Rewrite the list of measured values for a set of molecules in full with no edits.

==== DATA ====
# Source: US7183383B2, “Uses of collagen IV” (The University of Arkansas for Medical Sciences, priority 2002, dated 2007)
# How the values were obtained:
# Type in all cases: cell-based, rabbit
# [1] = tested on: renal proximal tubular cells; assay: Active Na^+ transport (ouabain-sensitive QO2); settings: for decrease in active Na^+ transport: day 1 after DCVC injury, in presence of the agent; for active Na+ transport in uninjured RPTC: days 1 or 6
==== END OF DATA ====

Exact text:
# Source: US7183383B2, “Uses of collagen IV” (The University of Arkansas for Medical Sciences, priority 2002, dated 2007)
# How the values were obtained:
# Type in all cases: cell-based, rabbit
# [1] = tested on: renal proximal tubular cells; assay: Active Na^+ transport (ouabain-sensitive QO2); settings: for decrease in active Na^+ transport: day 1 after DCVC injury, in presence of the agent; for active Na+ transport in uninjured RPTC: days 1 or 6